True, but there are certainly ESCs that do it, for example, a guy named Tom Stanton posted a whole series of videos about an electric bike he made, and that thing does regenerative braking. Now he does use an expensive ESC with more options than mine, but I thought that since it is clearly possible to have regen braking support in a tiny ESC, this may also be the case on mine. I don't think so, because it's a fairly cheap model, but I guess I'm just going find out by experimenting. Not sure what's the best way of measuring this though, battery voltage could be an indicator, but that would mean a lot of charging needs to be done, as the voltage goes up by only small amount on these li-ion cells.

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AFAIK it needs physically different circuitry. So doing it on a cheap on may not be possible. You need the physical outlets and at least the chip programming options too.

 

If you just experiment, it risks blowing a cap/diode/fuse etc in the ESC.

 

As in. Why are you worrying about measuring the battery voltage? You have to first confirm you can at least tap a single phase (and thus it's output voltage/current), let alone all 3 if using a rectifier/converter.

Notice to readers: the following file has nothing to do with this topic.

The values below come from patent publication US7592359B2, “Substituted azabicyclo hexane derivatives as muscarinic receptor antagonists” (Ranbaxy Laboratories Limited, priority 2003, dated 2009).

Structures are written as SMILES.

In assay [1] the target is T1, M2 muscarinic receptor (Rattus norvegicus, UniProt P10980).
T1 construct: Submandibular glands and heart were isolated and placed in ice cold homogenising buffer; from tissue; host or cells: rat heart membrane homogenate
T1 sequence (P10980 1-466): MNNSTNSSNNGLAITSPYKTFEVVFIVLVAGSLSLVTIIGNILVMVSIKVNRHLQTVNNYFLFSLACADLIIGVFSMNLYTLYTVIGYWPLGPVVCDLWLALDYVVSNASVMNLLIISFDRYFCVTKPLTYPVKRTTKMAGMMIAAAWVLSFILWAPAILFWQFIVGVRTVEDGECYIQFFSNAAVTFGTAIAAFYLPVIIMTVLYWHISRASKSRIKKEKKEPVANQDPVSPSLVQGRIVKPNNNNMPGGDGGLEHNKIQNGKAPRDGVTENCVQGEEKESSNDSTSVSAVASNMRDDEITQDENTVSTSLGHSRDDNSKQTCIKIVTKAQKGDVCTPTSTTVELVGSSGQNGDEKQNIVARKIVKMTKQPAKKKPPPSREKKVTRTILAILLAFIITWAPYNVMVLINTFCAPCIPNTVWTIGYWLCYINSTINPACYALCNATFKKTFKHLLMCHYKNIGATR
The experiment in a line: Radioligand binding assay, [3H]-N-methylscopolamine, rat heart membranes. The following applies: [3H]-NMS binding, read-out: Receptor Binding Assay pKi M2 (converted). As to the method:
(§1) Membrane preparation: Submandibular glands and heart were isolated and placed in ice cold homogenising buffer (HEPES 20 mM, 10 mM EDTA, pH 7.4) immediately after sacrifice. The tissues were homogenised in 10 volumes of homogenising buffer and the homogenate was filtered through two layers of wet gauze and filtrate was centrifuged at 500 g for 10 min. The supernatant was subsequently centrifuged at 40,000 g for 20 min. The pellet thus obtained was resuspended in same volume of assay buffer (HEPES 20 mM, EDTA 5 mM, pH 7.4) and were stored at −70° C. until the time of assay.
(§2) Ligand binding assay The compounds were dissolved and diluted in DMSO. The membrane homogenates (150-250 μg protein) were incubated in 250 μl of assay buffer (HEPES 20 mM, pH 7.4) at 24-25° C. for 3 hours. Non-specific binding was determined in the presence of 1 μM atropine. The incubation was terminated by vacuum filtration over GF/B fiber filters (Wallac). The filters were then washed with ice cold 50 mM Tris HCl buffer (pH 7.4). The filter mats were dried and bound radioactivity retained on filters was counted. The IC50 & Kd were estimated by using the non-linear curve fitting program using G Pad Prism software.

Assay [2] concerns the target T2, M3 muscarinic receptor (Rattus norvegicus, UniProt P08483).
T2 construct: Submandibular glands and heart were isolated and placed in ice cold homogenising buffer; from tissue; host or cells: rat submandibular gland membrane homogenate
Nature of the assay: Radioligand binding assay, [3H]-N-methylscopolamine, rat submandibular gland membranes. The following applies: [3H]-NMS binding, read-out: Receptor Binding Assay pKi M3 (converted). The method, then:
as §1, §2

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Posted · Original PosterOP
16 minutes ago, TechyBen said:

As in. Why are you worrying about measuring the battery voltage? You have to first confirm you can at least tap a single phase (and thus it's output voltage/current), let alone all 3 if using a rectifier/converter.

If the battery voltage rises that's proof that the ESC does regen braking. Tapping a phase could be done using external wiring, and actually, regen braking would work with an external circuit, but before I build something like that, and buy a bunch of capacitors and a rectifier, I thought I might just try it on the ESC first. You're right about blowing things in the ESC though, that's risky indeed.

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Don't even need to measure the battery. Just the output. Like, does the wire produce any voltage/current with a small resistive load. (same way you'd test a solar panel).

*IF* the motor produces power (resistive load?) when in certain modes (from the ESC) then a bypass DIODE strait to the battery might work. But the battery is gonna get hot without proper charge control... and that again, is the second problem in the cycle, if using LiPos.

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Posted · Original PosterOP
Just now, TechyBen said: